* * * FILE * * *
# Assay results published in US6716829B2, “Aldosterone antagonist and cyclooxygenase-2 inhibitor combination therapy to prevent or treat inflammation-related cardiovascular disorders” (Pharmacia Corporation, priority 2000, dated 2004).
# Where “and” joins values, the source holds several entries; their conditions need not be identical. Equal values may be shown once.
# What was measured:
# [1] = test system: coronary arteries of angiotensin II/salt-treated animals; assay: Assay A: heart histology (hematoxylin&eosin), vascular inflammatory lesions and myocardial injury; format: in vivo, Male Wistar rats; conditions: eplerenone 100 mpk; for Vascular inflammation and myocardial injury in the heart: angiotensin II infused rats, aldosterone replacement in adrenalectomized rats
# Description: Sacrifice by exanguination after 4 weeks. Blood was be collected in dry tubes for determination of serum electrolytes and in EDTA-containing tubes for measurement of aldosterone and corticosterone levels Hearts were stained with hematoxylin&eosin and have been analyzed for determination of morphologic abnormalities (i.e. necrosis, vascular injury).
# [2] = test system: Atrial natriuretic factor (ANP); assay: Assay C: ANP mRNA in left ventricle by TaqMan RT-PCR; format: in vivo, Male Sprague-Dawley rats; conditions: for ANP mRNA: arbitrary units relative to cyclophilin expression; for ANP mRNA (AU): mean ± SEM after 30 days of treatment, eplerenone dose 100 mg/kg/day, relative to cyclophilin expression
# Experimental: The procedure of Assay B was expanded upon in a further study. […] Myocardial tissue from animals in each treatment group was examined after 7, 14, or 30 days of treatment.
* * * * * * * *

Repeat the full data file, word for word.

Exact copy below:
# Assay results published in US6716829B2, “Aldosterone antagonist and cyclooxygenase-2 inhibitor combination therapy to prevent or treat inflammation-related cardiovascular disorders” (Pharmacia Corporation, priority 2000, dated 2004).
# Where “and” joins values, the source holds several entries; their conditions need not be identical. Equal values may be shown once.
# What was measured:
# [1] = test system: coronary arteries of angiotensin II/salt-treated animals; assay: Assay A: heart histology (hematoxylin&eosin), vascular inflammatory lesions and myocardial injury; format: in vivo, Male Wistar rats; conditions: eplerenone 100 mpk; for Vascular inflammation and myocardial injury in the heart: angiotensin II infused rats, aldosterone replacement in adrenalectomized rats
# Description: Sacrifice by exanguination after 4 weeks. Blood was be collected in dry tubes for determination of serum electrolytes and in EDTA-containing tubes for measurement of aldosterone and corticosterone levels Hearts were stained with hematoxylin&eosin and have been analyzed for determination of morphologic abnormalities (i.e. necrosis, vascular injury).
# [2] = test system: Atrial natriuretic factor (ANP); assay: Assay C: ANP mRNA in left ventricle by TaqMan RT-PCR; format: in vivo, Male Sprague-Dawley rats; conditions: for ANP mRNA: arbitrary units relative to cyclophilin expression; for ANP mRNA (AU): mean ± SEM after 30 days of treatment, eplerenone dose 100 mg/kg/day, relative to cyclophilin expression
# Experimental: The procedure of Assay B was expanded upon in a further study. […] Myocardial tissue from animals in each treatment group was examined after 7, 14, or 30 days of treatment.